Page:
Hitchhikers in Black

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Our jobs on the mountain ended, and The Man and I left California. We weren’t quite sure what our next move should be, so as we’ve done in past times of indecision, we headed to New Mexico. My New Mexico State Parks Pass was still valid, so we decided to spend some time at Bluewater Lake State Park between Grants and Gallup.

We arrived at Bluewater Lake early on Saturday afternoon. We drove through the different camping areas until we found a fairly flat campsite with a tree big enough to provide some shade. We spent the afternoon relaxing. Later in the day we set up our stove and had dinner before the sun set.

The next morning The Man decided he wanted coffee. He didn’t just want a cup of coffee; he wanted to buy ground coffee and sugar and creamer so he could make himself a cup every morning. We used Google Maps and found a grocery store called John Brooks 24 miles away in Milan. I climbed into the drivers seat and The Man rode shotgun for our little road trip.

It was before 8am when we set out. I slowly drove the van past the houses just outside the park, then picked up speed as I got closer to Interstate 40. As I approached the eastbound onramp, I saw three people standing on the side of the road just past the entrance.

The first thing I noticed was that all three of them were dressed in black. Gang members, a judgmental little voice in my head whispered.

The second thing I noticed was that they were all Native Americans. Call it white guilt if you want, but I particularly try to help people of color. Sure, I try to help everyone who needs a hand, but I feel I have a particular responsibility to help folks whose ancestors were oppressed by my ancestors.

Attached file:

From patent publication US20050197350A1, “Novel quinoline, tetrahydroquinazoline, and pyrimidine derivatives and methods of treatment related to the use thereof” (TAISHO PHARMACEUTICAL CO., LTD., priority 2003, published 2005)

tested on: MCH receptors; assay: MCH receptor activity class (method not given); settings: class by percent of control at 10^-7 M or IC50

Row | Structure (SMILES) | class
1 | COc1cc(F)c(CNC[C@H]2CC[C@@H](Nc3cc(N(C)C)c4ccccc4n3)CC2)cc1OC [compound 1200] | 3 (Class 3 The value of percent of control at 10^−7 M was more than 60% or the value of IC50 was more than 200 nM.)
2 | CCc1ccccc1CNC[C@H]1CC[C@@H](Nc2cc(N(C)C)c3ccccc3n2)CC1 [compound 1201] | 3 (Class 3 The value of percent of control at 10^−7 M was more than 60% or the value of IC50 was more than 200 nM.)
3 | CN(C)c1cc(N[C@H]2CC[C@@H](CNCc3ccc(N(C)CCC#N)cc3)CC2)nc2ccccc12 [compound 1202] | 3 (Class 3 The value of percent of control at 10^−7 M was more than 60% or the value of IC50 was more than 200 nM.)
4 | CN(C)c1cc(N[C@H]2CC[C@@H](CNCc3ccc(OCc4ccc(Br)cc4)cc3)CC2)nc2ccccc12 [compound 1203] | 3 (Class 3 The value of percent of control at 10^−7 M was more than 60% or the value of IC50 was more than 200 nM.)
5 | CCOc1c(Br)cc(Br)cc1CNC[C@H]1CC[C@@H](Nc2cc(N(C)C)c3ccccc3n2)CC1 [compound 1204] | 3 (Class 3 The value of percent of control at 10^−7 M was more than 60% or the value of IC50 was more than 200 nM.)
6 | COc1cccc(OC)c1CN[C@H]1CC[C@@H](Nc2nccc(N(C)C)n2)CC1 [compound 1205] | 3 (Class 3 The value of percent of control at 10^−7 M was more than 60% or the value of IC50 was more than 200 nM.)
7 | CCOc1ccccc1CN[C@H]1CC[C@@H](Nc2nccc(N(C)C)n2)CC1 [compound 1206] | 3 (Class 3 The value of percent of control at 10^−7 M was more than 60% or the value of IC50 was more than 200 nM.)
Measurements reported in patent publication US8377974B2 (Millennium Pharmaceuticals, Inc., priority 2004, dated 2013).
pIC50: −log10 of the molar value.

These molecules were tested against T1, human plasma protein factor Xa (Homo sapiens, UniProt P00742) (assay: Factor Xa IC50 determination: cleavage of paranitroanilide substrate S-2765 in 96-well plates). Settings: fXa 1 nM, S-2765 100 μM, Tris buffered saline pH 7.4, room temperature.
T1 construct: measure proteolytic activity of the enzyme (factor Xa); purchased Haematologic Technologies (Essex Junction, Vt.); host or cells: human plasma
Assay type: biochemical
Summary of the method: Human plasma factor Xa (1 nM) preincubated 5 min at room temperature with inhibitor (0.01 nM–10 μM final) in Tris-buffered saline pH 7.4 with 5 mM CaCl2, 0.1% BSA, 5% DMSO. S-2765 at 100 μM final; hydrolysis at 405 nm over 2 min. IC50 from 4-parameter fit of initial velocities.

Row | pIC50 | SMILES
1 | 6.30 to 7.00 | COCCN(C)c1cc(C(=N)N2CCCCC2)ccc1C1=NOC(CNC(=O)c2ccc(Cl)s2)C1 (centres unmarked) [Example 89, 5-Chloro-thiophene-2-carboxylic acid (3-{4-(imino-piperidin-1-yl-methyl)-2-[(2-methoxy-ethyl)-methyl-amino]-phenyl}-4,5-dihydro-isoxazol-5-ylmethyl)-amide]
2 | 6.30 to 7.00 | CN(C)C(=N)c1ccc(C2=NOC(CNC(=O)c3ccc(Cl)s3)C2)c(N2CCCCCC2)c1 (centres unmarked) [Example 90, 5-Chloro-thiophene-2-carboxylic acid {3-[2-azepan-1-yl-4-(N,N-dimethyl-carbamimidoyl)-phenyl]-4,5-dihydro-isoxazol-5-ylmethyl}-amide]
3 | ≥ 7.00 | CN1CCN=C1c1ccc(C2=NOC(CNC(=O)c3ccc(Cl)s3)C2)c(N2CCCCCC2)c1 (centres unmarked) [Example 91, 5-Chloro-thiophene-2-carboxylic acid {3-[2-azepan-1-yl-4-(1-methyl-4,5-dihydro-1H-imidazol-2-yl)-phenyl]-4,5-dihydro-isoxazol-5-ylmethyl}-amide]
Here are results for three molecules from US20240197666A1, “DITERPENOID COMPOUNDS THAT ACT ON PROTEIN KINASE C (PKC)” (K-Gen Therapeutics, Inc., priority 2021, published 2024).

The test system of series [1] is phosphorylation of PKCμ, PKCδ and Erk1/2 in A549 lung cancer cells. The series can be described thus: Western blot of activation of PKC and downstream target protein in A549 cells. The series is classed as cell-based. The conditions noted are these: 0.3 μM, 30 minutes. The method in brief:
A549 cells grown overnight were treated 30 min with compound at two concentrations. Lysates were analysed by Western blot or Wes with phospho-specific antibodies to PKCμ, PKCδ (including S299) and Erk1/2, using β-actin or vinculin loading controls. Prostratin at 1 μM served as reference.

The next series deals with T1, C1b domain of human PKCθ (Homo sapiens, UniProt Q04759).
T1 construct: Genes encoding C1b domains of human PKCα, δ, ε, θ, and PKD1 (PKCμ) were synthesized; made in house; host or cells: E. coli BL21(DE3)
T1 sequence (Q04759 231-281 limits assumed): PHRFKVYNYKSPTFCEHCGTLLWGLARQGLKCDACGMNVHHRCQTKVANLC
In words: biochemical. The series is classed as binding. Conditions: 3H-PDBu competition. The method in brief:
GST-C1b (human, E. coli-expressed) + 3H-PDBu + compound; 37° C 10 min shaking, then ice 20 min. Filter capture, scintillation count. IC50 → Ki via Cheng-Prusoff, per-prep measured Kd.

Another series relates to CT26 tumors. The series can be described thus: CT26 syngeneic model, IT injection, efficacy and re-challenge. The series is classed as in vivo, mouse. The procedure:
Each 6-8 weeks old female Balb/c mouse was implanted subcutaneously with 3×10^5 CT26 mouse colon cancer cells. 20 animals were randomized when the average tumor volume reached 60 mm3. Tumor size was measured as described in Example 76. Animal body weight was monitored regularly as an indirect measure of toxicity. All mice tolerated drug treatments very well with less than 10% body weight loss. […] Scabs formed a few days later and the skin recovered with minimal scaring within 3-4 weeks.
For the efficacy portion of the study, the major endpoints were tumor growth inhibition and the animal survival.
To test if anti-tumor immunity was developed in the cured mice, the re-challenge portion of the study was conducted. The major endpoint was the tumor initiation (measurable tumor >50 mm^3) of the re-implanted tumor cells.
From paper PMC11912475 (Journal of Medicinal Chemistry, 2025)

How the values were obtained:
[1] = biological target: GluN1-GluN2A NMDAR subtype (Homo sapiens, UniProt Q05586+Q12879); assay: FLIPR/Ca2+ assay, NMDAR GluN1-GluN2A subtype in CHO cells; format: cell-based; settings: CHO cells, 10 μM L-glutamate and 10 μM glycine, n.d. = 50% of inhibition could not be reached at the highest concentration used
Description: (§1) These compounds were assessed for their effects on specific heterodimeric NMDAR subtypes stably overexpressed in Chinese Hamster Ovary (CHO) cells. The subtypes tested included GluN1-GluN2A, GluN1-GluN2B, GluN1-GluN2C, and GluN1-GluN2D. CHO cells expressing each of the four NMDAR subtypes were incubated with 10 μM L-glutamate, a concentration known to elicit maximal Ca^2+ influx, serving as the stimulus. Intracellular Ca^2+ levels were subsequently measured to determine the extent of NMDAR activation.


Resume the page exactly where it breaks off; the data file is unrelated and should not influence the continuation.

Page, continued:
Should we stop? I asked The Man as we approached.

He thought about it. No.

You don’t think we should stop? I asked in surprise.

The Man helps people too. He believes in helping people. I’m not sure why he said no. Maybe it was because there were three hitchhikers and my van only has two seats. Realistically, where would we put them? Maybe it was because three dudes in black standing on an onramp seemed a little sketchy.

I drove past the people, and after The Man got a good look at them, he said I should stop.

I pulled onto the shoulder of the onramp, and The Man got out of the van to talk to the people. Turns out there Group of People on Eventwere two men and a woman. They were Native, as I originally thought, and they were certainly dressed in black. While they may or may not have had gang affiliation, they were not on gang business that Sunday morning. They were on ROCK business, as in rock-n-roll. They were trying to get to Albuquerque for that night’s Ozzy Osbourne farewell concert.

The Man ushered the woman into the passenger seat and got in the back of the van with the two men. The Man sat on the bed, and the young men sat on the floor. Of course Jerico the dog barked at them, thinking they were new friends who obviously should be playing ball with him.

The woman was probably in her early 20. I apologized to her that we were only going about twenty miles down the road, but she seemed grateful for even the short ride. She was pretty excited about the concert, even though she had school the next day.

What are you studying? I asked her.

She was studying welding. Once she received her certificate, she was going travel. She wanted to see the Statue of Liberty. She thought she’d go to Alaska too. She’d heard there were lots of welding jobs in Alaska. She’d heard welder’s helpers—the people who handed tools and swept up—earned $16 an hour there.

I asked her where she’d grown up. I was making chit chat, but I was curious too.

She’d grown up in New Mexico and Arizona. Her dad’s family was from Arizona and her Mom’s family was from New Mexico. Her dad’s family was more traditional, more conservative she told me. In Arizona you had to do things a certain way. In New Mexico it didn’t matter so much how you did things, as long as you got things done. I wasn’t sure if she was referring to carrying out a religious ceremony or cooking stew, but my experience of New Mexico being peopled with laid back folks seemed to be in line with what she’d grown up with there.